Reprinted from the March 2014 issue of “Gospel Advocate” Magazine.
Sound biblical preaching has become nearly an endangered species. At the same time, sound preaching is needed now more than ever. The behavior of self-proclaimed Christians often is not much different than that of their secular neighbors. Divorce rates and instances of criminal activity are comparable. George Barna has concluded, “Every day, the church is becoming more like the world it allegedly seeks to change.” 1 For some, this may be nothing more than an attempt (as some might put it) to be as liberal as necessary in order to win as many souls as possible. For others, this means to imitate culture so that outsiders will perceive them as relevant. Both are formulas for disaster. One produces weak Christians while the other produces inauthentic ones.
The pursuit of relevance is little more than an exercise in pragmatism. In order to ensure that the contribution remains high and numbers stay solid, some congregations seem to be willing to trade biblical preaching for other means, including dramatic productions, pop psychology and other entertainment-based forms of communicating biblical principles. The rationale is simple: draw them in now, then give them more in-depth biblical instruction later. It does not seem to dawn on these individuals that those who come for entertainment will leave for greener pastures should the church fail to continue to provide such entertainment.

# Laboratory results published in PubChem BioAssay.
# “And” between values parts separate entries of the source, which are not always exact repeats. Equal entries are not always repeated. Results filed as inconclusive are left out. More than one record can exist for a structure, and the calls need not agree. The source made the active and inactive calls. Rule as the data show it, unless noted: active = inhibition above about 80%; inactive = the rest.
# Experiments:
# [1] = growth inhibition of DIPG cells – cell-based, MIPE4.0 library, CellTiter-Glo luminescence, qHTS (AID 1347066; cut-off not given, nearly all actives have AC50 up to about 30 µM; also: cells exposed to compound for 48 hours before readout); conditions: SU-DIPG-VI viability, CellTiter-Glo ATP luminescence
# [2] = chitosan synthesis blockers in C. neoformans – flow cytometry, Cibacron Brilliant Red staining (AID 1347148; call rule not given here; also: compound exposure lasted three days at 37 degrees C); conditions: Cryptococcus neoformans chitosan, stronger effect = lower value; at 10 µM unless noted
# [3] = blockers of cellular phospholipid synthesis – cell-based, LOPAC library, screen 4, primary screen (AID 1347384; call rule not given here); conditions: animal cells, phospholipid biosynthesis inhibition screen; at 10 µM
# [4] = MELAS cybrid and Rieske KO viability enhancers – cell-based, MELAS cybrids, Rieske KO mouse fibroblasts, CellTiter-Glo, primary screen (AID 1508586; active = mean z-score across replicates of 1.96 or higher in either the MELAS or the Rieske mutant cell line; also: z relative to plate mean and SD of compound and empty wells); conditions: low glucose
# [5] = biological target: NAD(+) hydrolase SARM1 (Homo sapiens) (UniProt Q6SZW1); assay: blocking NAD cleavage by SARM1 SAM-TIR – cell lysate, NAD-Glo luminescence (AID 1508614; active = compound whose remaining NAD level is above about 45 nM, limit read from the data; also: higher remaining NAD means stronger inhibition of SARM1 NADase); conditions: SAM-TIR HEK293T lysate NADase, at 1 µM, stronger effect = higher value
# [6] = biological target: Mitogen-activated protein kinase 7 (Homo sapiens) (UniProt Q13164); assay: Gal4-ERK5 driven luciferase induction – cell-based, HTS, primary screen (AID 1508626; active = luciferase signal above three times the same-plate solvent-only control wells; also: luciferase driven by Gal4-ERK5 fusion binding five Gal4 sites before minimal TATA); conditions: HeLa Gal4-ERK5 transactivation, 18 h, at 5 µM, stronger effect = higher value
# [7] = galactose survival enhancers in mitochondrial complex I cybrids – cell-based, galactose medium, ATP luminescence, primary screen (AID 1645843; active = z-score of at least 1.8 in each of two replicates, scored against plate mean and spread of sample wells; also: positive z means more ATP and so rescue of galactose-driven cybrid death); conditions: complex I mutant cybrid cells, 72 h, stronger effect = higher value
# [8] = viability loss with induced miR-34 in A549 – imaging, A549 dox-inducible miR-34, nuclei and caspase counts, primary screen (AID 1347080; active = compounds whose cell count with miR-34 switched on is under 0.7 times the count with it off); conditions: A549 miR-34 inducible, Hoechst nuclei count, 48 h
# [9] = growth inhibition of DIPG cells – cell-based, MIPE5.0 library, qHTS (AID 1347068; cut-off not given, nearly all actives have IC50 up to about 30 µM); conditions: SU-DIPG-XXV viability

Preaching and the Spirit
Sound biblical preaching and the Holy Spirit are inextricably connected. When preaching the first recorded gospel sermon in Acts 2, the apostle Peter told his hearers in no uncertain terms if they submitted to baptism for the remission of their sins that they would “receive the gift of the Holy Spirit” (Acts 2:38 esv). This gift was not a spiritual gift that Paul would later mention in 1 Corinthians 12-14, but rather a general indwelling within the believer. Furman Kearley identified it as “a non-miraculous manifestation of the Holy Spirit given in fulfillment of the promise to all who repent and are baptized.” 2